Competitiveness Meets Poverty and Inequality
On Monday, Ontarioâ€™s Institute for Competitiveness and Prosperity released a paper entitled, Prosperity, Inequality, and Poverty. As Andrew Sharpe pointed out in a review of Jack Mintzâ€™s book, free-market “policy entrepreneurs” often completely ignore the distributional consequences of their recommendations. The Institute deserves credit for trying to grapple with distributional issues (and also for quoting Sharpe extensively).
The Institute observes that rising inequality is mainly driven by the rich getting richer and that poverty is concentrated in five “risk groups”: high-school drop-outs, recent immigrants, lone parents, unattached middle-aged individuals, and aboriginals. It judges poverty to be a farÂ more important problem than inequality andÂ calls forÂ policies targeted to the specific riskÂ groups as opposed to a general redistribution of wealth. Given that the left proposes across-the-board redistribution and targeted measures to increase investment, it is no surprise that the right advocates across-the-board tax cuts and targeted measures to reduce poverty.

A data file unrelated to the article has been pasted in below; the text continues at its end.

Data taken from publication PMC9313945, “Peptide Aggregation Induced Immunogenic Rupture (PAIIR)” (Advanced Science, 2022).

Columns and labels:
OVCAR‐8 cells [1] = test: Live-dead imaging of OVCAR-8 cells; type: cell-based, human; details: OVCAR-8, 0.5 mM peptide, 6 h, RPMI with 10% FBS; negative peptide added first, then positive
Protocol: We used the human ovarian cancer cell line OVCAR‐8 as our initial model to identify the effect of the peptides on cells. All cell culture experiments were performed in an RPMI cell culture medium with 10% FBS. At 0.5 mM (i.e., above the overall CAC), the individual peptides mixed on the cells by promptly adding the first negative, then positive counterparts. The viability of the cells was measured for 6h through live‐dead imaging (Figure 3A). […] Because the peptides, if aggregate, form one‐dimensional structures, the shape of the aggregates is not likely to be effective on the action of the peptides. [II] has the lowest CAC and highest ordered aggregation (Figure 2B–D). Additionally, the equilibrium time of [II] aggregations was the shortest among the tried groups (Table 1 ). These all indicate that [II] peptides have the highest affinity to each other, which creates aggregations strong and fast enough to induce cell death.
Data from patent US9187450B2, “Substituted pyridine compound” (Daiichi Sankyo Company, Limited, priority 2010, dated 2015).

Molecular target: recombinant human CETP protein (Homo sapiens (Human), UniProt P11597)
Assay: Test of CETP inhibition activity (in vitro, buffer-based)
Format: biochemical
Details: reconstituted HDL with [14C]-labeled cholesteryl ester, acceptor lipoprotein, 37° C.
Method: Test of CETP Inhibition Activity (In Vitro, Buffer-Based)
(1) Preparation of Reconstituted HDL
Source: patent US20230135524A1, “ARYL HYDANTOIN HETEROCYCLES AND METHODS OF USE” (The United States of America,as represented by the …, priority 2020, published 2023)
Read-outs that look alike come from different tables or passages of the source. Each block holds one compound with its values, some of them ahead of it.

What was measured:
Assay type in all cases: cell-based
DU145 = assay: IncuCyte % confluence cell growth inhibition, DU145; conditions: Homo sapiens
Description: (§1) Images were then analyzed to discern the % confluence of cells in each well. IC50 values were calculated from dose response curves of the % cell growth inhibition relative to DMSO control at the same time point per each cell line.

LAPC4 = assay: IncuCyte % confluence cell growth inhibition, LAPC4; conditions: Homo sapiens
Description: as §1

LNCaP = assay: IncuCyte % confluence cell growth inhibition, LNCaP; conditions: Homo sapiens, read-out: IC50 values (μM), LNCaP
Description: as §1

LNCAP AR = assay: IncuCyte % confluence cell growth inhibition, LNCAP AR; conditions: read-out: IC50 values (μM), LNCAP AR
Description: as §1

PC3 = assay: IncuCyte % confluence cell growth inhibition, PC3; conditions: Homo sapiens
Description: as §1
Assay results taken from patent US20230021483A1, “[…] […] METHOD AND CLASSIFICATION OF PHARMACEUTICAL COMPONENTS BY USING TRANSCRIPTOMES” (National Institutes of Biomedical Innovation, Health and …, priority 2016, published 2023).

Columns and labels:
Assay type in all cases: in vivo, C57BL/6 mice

I have a couple of quibbles with the Instituteâ€™s analysis. It notes that the risk groups encompass only 25% of people aged 25 to 64, but about 60% of those in poverty (page 30). Although poverty undoubtedly is concentrated in these groups, a substantial chunk of adult poverty (40%) occurs outside of them. While measures targeted to these risk groups are probably necessary, they are certainly not sufficient. Also, I wonder whether being an unattached individual between the ages of 45 and 64 really “causes” poverty or often results from it.
Inequality is a serious problem, not least because people necessarily evaluate their well-being relative to other people and allocate resources accordingly. Countering inequality driven by the super-rich getting even richer requires some sort of generalized redistribution, most likely through a more progressive personal tax system. SomeÂ may redistribute voluntarily through philanthropy, but that is not a consistent policy solution.